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Do It yourself: desert terrarium

It’s no secret that I kind of love terrariums. Like all sorts of other vivariums, a terrarium is an enclosed case that you raise “life” in, in this case plants. But in the case of the Desert Terrarium, it’s for desert plants, and other desert things, like sand. After finding a bunch of magical desert terrariums online, I decided to make my own. All I had to go out and buy for this project was the sand.

In true Katie-style, I didn’t bother looking up how to do it properly. I just went for it and made it up and it turned out okay. So clearly this is one easy DIY!

Step 1: Adopt unwanted Cacti from a friend. “Stabby” is on the left, and “Sticky” is on the right.

Step 2: Gather other necessities, such as your clear terrarium container (in this case a repurposed big ‘ol mason jar), soil, and sand.

Step 3: Put some potting soil in the bottom. It has lots of nutrients for your plants and I happened to have a bag on hand, so why not?

Step 4: Add some sand on top of the soil layer, and make a ditch where you want the plants to sit.

Step 5: The hardest step! WITH GLOVES ON, nestle your cactus(es) into the ditch you made.

Step 6: Fill the rest of the terrarium up with sand until it reaches the base of your cacti. Add whatever other decorative items you please (or can fit)!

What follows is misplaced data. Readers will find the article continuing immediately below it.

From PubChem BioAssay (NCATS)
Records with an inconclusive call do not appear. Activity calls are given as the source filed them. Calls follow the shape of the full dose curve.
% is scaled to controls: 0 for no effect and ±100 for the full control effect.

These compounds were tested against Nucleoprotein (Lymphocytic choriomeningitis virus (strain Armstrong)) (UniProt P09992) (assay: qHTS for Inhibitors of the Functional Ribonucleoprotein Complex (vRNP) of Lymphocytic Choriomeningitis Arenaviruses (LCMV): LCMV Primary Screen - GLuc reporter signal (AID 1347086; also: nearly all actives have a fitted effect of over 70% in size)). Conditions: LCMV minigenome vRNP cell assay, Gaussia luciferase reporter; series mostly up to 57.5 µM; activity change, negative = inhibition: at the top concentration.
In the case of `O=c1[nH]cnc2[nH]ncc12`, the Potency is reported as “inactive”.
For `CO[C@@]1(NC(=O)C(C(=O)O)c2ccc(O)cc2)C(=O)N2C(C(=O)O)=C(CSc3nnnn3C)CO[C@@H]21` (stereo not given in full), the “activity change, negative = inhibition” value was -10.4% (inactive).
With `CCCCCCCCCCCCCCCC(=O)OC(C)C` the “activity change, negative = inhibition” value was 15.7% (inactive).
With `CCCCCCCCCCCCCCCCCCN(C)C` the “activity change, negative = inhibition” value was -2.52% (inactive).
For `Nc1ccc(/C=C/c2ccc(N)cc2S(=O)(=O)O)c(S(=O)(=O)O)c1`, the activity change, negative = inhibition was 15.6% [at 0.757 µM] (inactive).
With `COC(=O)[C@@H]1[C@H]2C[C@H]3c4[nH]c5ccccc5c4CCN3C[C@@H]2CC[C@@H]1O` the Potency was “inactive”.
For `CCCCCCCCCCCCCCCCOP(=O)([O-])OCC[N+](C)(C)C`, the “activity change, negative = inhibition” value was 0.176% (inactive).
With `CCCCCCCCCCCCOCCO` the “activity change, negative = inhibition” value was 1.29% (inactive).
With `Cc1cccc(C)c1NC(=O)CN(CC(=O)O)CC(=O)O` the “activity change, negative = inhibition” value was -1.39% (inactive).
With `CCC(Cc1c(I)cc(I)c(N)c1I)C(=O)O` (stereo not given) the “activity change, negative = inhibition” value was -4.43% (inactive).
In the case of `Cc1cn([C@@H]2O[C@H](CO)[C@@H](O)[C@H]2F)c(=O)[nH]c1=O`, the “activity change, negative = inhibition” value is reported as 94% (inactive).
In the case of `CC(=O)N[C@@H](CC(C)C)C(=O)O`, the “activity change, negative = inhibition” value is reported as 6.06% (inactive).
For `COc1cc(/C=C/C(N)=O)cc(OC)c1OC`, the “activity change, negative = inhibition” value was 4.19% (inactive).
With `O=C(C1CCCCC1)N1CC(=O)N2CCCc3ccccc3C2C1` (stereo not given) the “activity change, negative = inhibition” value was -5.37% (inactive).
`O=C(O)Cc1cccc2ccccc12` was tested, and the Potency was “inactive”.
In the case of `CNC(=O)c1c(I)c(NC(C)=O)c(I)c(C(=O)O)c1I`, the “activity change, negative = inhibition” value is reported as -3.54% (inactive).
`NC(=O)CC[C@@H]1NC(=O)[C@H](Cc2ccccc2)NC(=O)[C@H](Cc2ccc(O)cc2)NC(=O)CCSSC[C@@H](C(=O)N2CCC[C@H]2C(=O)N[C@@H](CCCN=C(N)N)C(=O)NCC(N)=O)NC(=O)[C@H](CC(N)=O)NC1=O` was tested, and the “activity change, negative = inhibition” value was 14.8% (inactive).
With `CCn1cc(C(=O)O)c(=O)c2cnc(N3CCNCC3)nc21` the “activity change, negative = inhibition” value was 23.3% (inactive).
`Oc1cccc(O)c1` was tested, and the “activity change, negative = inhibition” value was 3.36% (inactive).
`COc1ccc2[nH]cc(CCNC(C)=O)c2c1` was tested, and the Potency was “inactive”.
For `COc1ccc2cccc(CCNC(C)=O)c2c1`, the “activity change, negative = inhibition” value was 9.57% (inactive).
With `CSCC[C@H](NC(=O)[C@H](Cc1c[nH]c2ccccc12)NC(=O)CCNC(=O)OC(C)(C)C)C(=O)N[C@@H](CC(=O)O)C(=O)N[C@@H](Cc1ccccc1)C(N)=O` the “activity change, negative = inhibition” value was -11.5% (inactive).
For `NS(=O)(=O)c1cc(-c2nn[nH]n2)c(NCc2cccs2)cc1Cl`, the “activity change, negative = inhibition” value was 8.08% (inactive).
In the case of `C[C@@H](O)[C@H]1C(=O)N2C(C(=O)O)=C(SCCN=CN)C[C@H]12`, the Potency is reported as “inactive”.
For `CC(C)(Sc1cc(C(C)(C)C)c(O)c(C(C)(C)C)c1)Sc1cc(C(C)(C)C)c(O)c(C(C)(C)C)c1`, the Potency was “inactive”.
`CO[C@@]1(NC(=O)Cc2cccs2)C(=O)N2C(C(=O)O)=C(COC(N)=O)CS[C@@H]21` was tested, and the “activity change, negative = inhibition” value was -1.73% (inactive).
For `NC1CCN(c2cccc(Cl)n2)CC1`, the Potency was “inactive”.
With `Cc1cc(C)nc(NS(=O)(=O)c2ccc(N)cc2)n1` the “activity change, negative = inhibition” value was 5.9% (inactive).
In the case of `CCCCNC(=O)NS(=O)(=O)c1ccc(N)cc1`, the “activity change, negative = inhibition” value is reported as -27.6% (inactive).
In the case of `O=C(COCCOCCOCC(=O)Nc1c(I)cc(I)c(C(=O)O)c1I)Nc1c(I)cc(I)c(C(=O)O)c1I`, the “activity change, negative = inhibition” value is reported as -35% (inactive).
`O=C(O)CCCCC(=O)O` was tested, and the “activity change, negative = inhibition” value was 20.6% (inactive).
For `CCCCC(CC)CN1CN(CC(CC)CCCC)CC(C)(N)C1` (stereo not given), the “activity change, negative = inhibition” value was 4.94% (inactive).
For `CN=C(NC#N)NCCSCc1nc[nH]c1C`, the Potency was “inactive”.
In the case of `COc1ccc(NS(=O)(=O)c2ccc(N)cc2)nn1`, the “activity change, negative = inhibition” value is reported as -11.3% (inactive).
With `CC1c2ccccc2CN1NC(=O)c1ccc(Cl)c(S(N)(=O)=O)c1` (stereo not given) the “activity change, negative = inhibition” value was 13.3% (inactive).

Sticky and Stabby thrived in their little terrarium and outgrew it in about a week or two. To give you an idea, Sticky was almost poking out the top of the mason jar, and Stabby was squished up against the glass when I repotted them. Now they have their own pots and are very happy! But a warning… it was near impossible getting them out of their container! Working with cactus ain’t easy.

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3 Responses to “Do It yourself: desert terrarium”


the best way to do it with it not hurting would be to use a pair of leather gloves or just a good set of construction gloves


    Katie Bresner

    Wise advice! Thanks Shawn.

Marina Welham

These are not terrariums for living plants. They are coffins for cacti. Desert cacti will not tolerate the moist conditions provided by a terrarium. They will simply rot off. If you want to have plants ideal for these containers, try bromeliads.


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